Saturday, March 7, 2009

A Search for the Roanoke Colonists

In January 1608 the King of the Pasbehay and two Englishmen ventured into the territory on the south side of the James River, to search for survivors from the colony Sir Walter Raleigh had attempted to plant on Roanoke Island in the 1580s. Captain John Smith also sent out a search party. He said that in December 1608 he had tested the loyalty of the King of the Warreskoyack Indians by asking him to provide two guides to accompany Michael Sicklemore on a journey southward to look for the Roanoke colonists. Smith reported that the river Sicklemore saw "was not great, the people few," and that nothing was learned about the lost colonists (Smith 1910:410, 449, 474; Strachey 1953:91).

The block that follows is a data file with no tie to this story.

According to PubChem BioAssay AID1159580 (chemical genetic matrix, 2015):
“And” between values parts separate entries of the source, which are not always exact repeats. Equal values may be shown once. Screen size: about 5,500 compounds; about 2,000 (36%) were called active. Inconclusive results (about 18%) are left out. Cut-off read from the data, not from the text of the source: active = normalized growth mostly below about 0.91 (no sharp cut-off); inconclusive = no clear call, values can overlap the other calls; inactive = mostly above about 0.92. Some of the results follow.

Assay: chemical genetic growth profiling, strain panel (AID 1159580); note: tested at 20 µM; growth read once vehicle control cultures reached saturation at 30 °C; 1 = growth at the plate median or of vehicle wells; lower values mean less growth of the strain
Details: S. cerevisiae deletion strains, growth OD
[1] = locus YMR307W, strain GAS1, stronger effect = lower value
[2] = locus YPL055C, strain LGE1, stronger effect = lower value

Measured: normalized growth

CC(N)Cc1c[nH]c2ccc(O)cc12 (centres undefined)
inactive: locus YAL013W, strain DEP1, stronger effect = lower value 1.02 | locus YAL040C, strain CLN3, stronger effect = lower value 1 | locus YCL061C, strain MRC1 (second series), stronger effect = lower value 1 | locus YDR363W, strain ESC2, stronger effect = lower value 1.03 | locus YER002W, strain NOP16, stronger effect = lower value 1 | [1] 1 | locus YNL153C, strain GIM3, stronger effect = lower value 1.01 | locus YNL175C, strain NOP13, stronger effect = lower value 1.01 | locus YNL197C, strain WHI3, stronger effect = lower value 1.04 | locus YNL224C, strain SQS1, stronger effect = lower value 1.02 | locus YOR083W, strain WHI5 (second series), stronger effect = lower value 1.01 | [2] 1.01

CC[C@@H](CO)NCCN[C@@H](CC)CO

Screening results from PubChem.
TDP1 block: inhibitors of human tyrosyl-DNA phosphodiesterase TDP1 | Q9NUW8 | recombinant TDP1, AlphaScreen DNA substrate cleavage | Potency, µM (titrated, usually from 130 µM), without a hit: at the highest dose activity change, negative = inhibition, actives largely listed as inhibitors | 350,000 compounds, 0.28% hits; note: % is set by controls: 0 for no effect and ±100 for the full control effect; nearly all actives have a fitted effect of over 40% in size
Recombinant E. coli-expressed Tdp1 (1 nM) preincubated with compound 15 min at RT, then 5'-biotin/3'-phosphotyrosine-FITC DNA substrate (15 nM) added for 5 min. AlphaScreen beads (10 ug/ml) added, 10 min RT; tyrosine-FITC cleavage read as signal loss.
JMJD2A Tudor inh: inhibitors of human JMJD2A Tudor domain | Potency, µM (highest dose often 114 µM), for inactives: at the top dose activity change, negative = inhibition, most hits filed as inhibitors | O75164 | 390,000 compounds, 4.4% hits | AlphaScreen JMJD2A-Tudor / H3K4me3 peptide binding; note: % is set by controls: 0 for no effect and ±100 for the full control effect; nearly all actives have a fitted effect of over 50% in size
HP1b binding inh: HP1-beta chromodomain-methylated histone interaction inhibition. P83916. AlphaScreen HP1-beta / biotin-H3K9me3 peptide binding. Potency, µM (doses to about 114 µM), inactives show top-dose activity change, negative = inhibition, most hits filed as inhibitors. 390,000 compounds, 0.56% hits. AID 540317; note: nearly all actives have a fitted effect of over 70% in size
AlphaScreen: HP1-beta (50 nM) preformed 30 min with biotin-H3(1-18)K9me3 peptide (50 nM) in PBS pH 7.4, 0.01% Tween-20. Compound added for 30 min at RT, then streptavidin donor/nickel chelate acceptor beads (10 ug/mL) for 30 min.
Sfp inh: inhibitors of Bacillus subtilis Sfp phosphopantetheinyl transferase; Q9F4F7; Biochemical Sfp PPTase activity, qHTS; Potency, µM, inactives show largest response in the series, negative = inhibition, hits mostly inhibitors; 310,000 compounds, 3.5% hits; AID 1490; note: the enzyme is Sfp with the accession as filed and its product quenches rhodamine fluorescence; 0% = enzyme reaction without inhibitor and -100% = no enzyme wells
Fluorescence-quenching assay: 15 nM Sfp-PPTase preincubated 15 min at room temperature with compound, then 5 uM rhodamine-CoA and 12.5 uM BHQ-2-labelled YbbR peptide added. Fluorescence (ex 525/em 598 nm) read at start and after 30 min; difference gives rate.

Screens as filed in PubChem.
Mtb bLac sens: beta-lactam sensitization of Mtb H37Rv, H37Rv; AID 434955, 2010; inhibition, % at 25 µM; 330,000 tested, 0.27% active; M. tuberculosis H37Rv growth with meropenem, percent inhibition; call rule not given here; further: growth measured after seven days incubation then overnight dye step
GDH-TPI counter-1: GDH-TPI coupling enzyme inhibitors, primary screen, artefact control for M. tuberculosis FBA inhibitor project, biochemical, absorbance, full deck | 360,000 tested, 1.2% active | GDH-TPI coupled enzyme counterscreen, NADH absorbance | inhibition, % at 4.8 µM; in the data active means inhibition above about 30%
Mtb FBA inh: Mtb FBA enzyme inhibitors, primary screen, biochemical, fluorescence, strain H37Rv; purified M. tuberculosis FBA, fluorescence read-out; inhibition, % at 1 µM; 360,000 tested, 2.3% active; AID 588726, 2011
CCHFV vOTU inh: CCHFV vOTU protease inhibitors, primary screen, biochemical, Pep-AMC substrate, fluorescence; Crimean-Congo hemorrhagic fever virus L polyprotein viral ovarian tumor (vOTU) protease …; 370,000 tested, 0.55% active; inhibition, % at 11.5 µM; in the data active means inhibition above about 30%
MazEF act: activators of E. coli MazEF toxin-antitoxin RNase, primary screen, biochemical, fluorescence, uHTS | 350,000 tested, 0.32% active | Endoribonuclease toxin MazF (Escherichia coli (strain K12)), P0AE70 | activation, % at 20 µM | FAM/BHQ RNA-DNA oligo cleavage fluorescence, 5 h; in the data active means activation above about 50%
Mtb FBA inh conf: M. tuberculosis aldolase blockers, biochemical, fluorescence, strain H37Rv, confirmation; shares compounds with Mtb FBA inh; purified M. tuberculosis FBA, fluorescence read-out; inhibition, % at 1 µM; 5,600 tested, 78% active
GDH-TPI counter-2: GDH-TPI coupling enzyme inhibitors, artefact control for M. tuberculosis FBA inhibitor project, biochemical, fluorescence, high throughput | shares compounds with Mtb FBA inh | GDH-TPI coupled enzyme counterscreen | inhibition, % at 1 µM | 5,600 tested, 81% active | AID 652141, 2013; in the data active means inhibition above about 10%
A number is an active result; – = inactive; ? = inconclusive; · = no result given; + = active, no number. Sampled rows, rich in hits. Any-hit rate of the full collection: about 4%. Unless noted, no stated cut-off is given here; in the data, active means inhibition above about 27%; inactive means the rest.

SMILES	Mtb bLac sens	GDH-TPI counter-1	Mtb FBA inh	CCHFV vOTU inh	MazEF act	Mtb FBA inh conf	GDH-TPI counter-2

However, in 1609 Virginia Company official instructed incoming Governor Thomas Gates to make another search, for they believed that four English colonists would be found who had "escaped from the slaughter of Powhatan of Roanocke, upon the first arrival of our Colonie and live under the proteccon of a wiroane [weorwance] called Gepanocon enemy to Powhatan" (Kingsbury 1906-1935:III:17). Samuel Purchas, whose four volumes entitled Purchas His Pilgrimes or Hakluytus Posthomous, were published in 1624, said that Nathaniel Powell and Anas Todkill, accompanied by Quiyoughquohanock guides, were sent southward to search for surviving colonists. He added that they returned with the report that Sir Walter Raleigh's people were all dead. In the margin of his text, Purchas, who indicated that he had use of Captain John Smith's written notes, said that "Powhatan confessed that hee had bin at the mirder of that colonie and shewed to Captain Smith a musket barrel and brasse mortar and certain peeces of Iron which had been theirs" (Purchas 1624:1691, 1728). The chart generally known as the Zuniga map (1608) contains several notations that relate to the whereabouts of the Roanoke colonists. One is the site where "the king of Paspahegh reported our men to be and went to se[e]."


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